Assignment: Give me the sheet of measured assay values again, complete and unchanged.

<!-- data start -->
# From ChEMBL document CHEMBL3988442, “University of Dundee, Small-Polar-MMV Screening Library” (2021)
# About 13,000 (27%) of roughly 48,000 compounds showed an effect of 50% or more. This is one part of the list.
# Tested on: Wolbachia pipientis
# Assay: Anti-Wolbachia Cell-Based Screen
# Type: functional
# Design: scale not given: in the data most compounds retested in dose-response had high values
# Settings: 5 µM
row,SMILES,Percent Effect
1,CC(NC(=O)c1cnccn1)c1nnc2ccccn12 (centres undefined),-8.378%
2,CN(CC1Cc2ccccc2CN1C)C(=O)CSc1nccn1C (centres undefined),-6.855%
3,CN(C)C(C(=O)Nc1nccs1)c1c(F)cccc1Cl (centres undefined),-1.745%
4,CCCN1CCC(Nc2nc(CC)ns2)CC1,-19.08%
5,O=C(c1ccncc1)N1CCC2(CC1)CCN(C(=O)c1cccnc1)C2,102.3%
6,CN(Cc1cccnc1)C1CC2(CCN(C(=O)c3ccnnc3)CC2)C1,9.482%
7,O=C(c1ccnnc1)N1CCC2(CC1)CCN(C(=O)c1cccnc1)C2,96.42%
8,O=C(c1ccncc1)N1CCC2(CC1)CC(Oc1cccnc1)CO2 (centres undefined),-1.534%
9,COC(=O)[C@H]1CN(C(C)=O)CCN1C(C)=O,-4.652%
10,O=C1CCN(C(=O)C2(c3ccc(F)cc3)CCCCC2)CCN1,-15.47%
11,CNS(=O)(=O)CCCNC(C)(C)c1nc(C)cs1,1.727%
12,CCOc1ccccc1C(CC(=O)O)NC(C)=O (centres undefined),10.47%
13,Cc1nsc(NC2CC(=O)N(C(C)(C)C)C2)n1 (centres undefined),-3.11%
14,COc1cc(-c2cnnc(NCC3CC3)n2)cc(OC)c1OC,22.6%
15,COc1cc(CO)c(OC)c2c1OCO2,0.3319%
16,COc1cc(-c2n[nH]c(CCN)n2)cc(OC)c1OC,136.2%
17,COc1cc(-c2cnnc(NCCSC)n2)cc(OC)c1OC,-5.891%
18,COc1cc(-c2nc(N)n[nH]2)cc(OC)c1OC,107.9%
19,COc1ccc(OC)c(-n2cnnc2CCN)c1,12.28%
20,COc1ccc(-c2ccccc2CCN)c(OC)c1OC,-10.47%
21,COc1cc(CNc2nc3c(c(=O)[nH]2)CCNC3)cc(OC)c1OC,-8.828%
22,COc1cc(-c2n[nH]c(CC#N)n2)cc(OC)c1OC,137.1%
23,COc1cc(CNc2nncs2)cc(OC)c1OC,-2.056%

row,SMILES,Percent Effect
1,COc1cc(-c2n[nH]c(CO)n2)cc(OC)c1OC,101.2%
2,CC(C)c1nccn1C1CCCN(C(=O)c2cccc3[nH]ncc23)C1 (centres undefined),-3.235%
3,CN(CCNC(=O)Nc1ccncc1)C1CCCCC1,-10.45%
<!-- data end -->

# From ChEMBL document CHEMBL3988442, “University of Dundee, Small-Polar-MMV Screening Library” (2021)
# About 13,000 (27%) of roughly 48,000 compounds showed an effect of 50% or more. This is one part of the list.
# Tested on: Wolbachia pipientis
# Assay: Anti-Wolbachia Cell-Based Screen
# Type: functional
# Design: scale not given: in the data most compounds retested in dose-response had high values
# Settings: 5 µM
row,SMILES,Percent Effect
1,CC(NC(=O)c1cnccn1)c1nnc2ccccn12 (centres undefined),-8.378%
2,CN(CC1Cc2ccccc2CN1C)C(=O)CSc1nccn1C (centres undefined),-6.855%
3,CN(C)C(C(=O)Nc1nccs1)c1c(F)cccc1Cl (centres undefined),-1.745%
4,CCCN1CCC(Nc2nc(CC)ns2)CC1,-19.08%
5,O=C(c1ccncc1)N1CCC2(CC1)CCN(C(=O)c1cccnc1)C2,102.3%
6,CN(Cc1cccnc1)C1CC2(CCN(C(=O)c3ccnnc3)CC2)C1,9.482%
7,O=C(c1ccnnc1)N1CCC2(CC1)CCN(C(=O)c1cccnc1)C2,96.42%
8,O=C(c1ccncc1)N1CCC2(CC1)CC(Oc1cccnc1)CO2 (centres undefined),-1.534%
9,COC(=O)[C@H]1CN(C(C)=O)CCN1C(C)=O,-4.652%
10,O=C1CCN(C(=O)C2(c3ccc(F)cc3)CCCCC2)CCN1,-15.47%
11,CNS(=O)(=O)CCCNC(C)(C)c1nc(C)cs1,1.727%
12,CCOc1ccccc1C(CC(=O)O)NC(C)=O (centres undefined),10.47%
13,Cc1nsc(NC2CC(=O)N(C(C)(C)C)C2)n1 (centres undefined),-3.11%
14,COc1cc(-c2cnnc(NCC3CC3)n2)cc(OC)c1OC,22.6%
15,COc1cc(CO)c(OC)c2c1OCO2,0.3319%
16,COc1cc(-c2n[nH]c(CCN)n2)cc(OC)c1OC,136.2%
17,COc1cc(-c2cnnc(NCCSC)n2)cc(OC)c1OC,-5.891%
18,COc1cc(-c2nc(N)n[nH]2)cc(OC)c1OC,107.9%
19,COc1ccc(OC)c(-n2cnnc2CCN)c1,12.28%
20,COc1ccc(-c2ccccc2CCN)c(OC)c1OC,-10.47%
21,COc1cc(CNc2nc3c(c(=O)[nH]2)CCNC3)cc(OC)c1OC,-8.828%
22,COc1cc(-c2n[nH]c(CC#N)n2)cc(OC)c1OC,137.1%
23,COc1cc(CNc2nncs2)cc(OC)c1OC,-2.056%

row,SMILES,Percent Effect
1,COc1cc(-c2n[nH]c(CO)n2)cc(OC)c1OC,101.2%
2,CC(C)c1nccn1C1CCCN(C(=O)c2cccc3[nH]ncc23)C1 (centres undefined),-3.235%
3,CN(CCNC(=O)Nc1ccncc1)C1CCCCC1,-10.45%